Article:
How to Set Up HR Policies for Your Restaurant 

Whether you're a small operator or a growing restaurant group, here are your HR basics — and the policies you can use to hold onto your talent.
November 4, 2021, 08:16 PM UTC
How to Set Up HR Policies for Your Restaurant 

Here’s a stat that restaurant operators can feel in their gut: There are 70% more restaurant job openings right now than there were pre-pandemic, according to Business Insider. The worst global health crisis in modern history has not been kind to hospitality. Now restaurants, in the thick of re-establishing themselves, are struggling to attract and hold talent.

Offering competitive wages and a prestige name is no longer enough to lure great employees. Restaurant human resources departments have to get creative, says Kelly Peters, the head of HR at Indigo Road Hospitality Group, a two-dozen-property-strong restaurant brand.

If you’re a restaurant building up your HR capacity, she offers some of the usual pro tips every HR leader needs to be aware of: documenting policies and conflicts, digitizing all billing and communications, and trying to always stay neutral in the face of tensions in the workplace. But once you’ve covered your backside, she recommends turning to the other role of restaurant human resources, which is to help build a company people actually want to work for.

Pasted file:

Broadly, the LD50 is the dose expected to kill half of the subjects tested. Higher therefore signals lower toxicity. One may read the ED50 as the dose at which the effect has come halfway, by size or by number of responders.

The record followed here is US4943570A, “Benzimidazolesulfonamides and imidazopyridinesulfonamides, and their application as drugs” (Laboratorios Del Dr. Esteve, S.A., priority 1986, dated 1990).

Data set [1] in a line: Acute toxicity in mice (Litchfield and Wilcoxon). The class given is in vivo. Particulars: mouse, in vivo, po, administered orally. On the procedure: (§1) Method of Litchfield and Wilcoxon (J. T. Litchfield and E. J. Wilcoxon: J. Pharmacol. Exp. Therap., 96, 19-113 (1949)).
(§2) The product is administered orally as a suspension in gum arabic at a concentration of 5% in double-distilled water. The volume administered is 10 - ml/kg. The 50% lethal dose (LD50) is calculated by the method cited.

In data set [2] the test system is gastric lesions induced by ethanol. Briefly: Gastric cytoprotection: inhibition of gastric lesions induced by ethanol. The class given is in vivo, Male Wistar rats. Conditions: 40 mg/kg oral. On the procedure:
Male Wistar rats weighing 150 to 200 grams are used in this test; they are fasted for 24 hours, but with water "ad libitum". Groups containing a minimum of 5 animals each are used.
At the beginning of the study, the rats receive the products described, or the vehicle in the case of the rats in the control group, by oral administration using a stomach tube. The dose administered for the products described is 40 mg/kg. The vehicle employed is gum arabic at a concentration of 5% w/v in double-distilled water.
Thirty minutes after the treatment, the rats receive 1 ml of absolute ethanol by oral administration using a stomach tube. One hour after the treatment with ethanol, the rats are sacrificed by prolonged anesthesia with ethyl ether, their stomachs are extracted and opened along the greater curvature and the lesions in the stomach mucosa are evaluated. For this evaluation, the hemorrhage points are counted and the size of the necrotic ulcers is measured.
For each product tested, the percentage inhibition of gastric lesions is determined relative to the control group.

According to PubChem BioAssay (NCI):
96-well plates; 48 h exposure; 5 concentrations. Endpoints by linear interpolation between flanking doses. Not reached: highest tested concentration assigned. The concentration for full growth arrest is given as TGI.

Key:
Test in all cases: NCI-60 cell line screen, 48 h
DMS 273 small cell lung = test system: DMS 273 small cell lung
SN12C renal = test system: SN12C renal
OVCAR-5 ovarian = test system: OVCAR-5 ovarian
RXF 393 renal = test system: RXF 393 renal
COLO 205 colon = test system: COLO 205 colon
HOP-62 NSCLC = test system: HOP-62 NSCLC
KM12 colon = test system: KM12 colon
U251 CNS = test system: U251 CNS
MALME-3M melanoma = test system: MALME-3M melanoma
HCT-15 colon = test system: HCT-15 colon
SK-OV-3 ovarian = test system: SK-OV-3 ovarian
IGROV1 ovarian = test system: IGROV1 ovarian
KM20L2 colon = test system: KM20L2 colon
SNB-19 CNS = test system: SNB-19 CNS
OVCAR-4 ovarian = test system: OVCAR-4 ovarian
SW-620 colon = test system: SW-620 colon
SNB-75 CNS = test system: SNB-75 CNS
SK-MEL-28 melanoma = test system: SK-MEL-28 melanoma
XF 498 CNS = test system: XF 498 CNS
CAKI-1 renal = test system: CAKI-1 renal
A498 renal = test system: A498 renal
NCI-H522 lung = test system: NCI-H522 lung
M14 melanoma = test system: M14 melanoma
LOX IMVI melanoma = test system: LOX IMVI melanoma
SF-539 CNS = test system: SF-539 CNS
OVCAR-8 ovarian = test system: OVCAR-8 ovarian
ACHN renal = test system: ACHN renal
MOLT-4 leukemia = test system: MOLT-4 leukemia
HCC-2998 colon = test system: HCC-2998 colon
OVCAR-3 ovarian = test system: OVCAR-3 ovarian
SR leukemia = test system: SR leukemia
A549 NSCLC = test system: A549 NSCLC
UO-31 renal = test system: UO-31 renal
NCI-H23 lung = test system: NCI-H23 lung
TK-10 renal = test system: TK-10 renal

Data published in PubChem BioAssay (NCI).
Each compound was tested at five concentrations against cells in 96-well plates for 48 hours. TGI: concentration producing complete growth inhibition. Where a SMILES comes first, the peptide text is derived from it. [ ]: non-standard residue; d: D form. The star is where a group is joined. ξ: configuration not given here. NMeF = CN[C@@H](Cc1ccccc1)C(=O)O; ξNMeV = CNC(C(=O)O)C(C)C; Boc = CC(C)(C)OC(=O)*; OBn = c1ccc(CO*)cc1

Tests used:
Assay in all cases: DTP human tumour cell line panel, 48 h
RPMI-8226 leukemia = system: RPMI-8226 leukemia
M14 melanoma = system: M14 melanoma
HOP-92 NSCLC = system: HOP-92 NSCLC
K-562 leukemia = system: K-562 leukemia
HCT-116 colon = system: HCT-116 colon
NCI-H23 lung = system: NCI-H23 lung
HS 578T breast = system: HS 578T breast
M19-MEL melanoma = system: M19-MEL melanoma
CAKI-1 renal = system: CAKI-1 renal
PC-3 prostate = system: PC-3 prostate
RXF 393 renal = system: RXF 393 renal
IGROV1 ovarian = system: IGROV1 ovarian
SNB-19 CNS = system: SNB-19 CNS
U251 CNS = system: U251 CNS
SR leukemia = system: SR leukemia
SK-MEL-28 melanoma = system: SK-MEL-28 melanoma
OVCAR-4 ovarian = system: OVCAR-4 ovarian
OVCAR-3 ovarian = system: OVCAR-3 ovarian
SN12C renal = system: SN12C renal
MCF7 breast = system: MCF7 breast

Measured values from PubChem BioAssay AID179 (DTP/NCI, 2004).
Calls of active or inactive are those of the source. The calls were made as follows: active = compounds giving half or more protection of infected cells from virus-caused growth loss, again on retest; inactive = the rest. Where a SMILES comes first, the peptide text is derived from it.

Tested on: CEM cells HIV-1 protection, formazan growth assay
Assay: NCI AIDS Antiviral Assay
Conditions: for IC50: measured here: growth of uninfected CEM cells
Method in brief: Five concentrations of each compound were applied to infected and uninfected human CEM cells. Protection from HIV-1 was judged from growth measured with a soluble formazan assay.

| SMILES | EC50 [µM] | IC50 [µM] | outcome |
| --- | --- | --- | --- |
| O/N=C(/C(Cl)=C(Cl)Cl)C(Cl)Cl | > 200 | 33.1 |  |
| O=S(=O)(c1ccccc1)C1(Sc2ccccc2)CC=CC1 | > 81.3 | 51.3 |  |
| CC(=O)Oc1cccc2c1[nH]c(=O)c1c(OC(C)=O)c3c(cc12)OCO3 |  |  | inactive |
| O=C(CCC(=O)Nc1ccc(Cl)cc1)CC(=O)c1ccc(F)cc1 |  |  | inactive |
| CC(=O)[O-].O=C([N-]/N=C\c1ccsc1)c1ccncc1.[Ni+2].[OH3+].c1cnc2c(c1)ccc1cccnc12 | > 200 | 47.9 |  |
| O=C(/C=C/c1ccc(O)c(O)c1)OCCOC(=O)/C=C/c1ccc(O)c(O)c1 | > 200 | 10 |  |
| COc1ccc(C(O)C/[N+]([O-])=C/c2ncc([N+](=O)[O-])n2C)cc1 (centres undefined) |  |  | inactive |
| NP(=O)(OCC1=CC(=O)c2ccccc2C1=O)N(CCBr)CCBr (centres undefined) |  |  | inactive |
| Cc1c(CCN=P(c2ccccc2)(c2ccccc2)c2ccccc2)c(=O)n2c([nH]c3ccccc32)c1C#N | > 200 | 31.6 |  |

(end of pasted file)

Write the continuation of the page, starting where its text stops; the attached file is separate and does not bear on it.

HR Restaurant Policies You Should Establish

The basic advice from Peters is this: create a comprehensive company manual. Even if you can’t afford an entire HR team, having a legally reviewed employee manual complete with all workplace policies and expectations will give your staff a framework to follow, and you a backup to refer to when questions or concerns come up.

That checklist should include but not be limited to:

Sick days. Time off may be different for salaried versus hourly staff. To avoid confusion, develop time-off policies and for each tier of staff member, dishwashers to managers. You can write these to suit your particular operation; at Indigo Road — a large operation that needs to keep things streamlined — sick and vacation time both count as paid time off. Your needs may differ somewhat.